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10 drills and strategies for motion offense in basketball

Updated on Jun 04, 2024
9 mins read
10 drills and strategies for motion offense in basketball
10 drills and strategies for motion offense in basketball

Motion offense in basketball is a system that gives players the freedom to read the defense and make the necessary attack decisions. There are rules or guidelines that players have to follow to align their play to your philosophy as the coach or trainer. Basketball motion offense involves many floor spacing, screening, cutting, and passing and is effective at wearing out different defense systems.

This article will mainly focus on different types of basketball offensive formations and strategies and how to implement them via drills.


Basketball offenses are concepts that a team employs to score points. Ideally, these basketball offensive plays should be simple to execute because they free up players to give them easy scoring opportunities.

Successful coaches and trainers have various types of basketball offenses at their disposal. These are the three major categories:

  1. Early offenses

Early offenses are plays that involve advancing the ball into the frontcourt operating areas in 3-5 seconds. This quick push coupled with flow action is intended to catch the defending players off-guard and keep them from organizing an effective disruptive force in the half-court.

These basketball offensive sets utilize different actions, including inbound passes and quick, wide lane releases. These pushes allow penetration lay-ups, jump shots, and kick-out passes, increasing scoring opportunities when executed effectively.

Teams that employ these plays productively are often challenging to defend against. They force the defenders into severe mismatches, making it hard to execute pressure denials and traps under the basket.

  1. Set offenses

Set offenses refer to strategically planned movements that the team pulls out in particular situations to get open for more points. These quick hitters are initiated by verbal or hand signals and aim to throw the opposition off balance.

Here are special occasions when a coach can run set plays;

  1. As soon as the game begins
  2. Towards the end of the game
  3. After time outs
  4. Following your secondary break
  5. When your primary offense play is getting stagnant
  1. Motion offense

Unlike set offenses where the plays are choreographed and predetermined, motion offenses are played off defensive reads. These offenses require the coach to take a "let go" approach by allowing the players to adapt to changes in the game.

Although seemingly the simplest gameplays, motion offenses can be challenging to teach as the players' actions are dependent on their ability to read the defenders accurately. Also, motion offense in basketball requires unselfish players eager to set up open shot opportunities for each other. But with constant player movement and unity, motion offense is equally difficult for the defending team to scout.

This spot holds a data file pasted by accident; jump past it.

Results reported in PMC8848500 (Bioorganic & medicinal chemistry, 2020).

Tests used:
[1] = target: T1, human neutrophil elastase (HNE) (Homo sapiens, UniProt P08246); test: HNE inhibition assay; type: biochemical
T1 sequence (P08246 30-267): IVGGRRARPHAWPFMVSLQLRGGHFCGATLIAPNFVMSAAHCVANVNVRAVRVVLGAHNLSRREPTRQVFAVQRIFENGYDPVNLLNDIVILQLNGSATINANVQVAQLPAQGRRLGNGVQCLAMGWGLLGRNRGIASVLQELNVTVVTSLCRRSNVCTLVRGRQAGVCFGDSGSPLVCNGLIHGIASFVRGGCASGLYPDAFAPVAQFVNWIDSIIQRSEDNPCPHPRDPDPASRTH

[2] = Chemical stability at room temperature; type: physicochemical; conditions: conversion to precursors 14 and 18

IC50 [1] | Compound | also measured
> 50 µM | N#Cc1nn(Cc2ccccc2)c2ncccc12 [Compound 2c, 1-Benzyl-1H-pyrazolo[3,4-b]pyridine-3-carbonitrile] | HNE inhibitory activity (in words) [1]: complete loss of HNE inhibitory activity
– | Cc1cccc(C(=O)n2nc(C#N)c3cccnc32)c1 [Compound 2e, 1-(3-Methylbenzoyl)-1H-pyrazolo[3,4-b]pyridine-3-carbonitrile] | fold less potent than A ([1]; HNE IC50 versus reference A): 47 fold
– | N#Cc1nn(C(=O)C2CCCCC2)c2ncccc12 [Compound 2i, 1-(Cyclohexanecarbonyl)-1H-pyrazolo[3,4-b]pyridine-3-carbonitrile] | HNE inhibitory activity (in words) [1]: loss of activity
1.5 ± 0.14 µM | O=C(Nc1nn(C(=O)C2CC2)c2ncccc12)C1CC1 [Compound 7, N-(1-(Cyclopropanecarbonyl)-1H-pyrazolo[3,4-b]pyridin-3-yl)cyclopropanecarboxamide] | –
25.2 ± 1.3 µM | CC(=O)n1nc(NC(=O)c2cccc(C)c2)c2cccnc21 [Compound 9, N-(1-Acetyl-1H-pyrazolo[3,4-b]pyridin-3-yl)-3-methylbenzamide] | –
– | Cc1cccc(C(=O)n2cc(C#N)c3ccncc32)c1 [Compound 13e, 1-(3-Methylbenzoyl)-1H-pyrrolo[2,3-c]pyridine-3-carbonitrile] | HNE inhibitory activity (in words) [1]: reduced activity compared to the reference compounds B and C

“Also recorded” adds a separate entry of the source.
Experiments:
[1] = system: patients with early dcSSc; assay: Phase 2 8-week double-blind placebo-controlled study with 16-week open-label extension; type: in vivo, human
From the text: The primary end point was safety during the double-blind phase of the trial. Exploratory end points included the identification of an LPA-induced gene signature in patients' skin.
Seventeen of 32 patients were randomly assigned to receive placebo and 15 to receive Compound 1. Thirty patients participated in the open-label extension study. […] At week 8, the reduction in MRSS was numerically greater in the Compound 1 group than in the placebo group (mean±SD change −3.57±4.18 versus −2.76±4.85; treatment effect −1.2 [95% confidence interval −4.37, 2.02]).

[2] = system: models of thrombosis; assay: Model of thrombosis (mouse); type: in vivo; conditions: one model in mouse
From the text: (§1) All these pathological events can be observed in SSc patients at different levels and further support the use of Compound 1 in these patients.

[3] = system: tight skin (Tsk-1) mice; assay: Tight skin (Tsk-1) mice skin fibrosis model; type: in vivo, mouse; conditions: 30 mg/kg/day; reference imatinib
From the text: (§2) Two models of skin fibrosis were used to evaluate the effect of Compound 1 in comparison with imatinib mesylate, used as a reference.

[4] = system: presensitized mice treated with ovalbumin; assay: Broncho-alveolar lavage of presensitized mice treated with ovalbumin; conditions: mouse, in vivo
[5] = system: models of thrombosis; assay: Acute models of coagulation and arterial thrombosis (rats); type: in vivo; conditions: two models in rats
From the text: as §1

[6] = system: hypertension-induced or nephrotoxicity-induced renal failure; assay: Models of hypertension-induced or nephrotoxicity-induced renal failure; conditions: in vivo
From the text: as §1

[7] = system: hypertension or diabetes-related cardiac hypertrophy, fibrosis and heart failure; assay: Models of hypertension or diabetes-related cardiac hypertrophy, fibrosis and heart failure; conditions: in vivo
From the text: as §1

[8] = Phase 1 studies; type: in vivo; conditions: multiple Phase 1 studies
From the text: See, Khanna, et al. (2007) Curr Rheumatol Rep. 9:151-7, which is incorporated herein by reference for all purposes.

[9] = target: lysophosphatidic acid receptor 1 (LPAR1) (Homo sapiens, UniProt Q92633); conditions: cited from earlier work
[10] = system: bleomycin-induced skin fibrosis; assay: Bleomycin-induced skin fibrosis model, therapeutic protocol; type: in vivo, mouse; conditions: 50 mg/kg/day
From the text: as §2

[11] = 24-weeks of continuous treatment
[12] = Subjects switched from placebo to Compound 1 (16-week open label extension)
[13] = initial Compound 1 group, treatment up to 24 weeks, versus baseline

Offensive formations are how players are positioned on the court in relation to the opposing team. Basketball offensive positions are dependent on the players' specific abilities, body shape and strength.

Understanding how each formation works and its pros and cons is crucial to capitalizing on each player's strengths to benefit the entire team.

There are various types of offensive formations that a coach could go with depending on the types of players available and their skill level:

4-out 1-in alignment

Also known as single post or four-out, the 4-out 1-in is among the most versatile motion offense basketball formations. This formation is run by placing the post player near the basket and four players behind the three-point line. While the formation can be utilized at all levels, the 4-out 1-in formation is more effective when a team has an exceptionally strong post player.

Stack offense

The stack is a quick-hit basketball offense formation where the four players line up in a stack alignment in front of the inbounder. There are two ways of running the stack offense: the single stack, which is mainly utilized against defense pressure and the double stack, which uses hard cuts and screens to open up passing options.

Double Post, 3 out

This offense is also known as the 3-out 2-in because it has three perimeter players and two players in the post. The primary goal of the double post offense is to take the ball as close to the rim as possible to increase the chance of scoring or getting quality shots.